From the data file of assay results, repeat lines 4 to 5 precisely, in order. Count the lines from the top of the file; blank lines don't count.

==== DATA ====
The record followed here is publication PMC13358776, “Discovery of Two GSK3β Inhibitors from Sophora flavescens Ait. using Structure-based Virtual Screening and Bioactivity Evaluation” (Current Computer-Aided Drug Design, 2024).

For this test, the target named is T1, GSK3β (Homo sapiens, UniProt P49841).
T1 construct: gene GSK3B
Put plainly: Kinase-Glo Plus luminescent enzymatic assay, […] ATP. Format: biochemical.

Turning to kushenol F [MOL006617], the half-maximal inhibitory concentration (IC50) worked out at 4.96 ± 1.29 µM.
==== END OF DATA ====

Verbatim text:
Put plainly: Kinase-Glo Plus luminescent enzymatic assay, […] ATP. Format: biochemical.

Turning to kushenol F [MOL006617], the half-maximal inhibitory concentration (IC50) worked out at 4.96 ± 1.29 µM.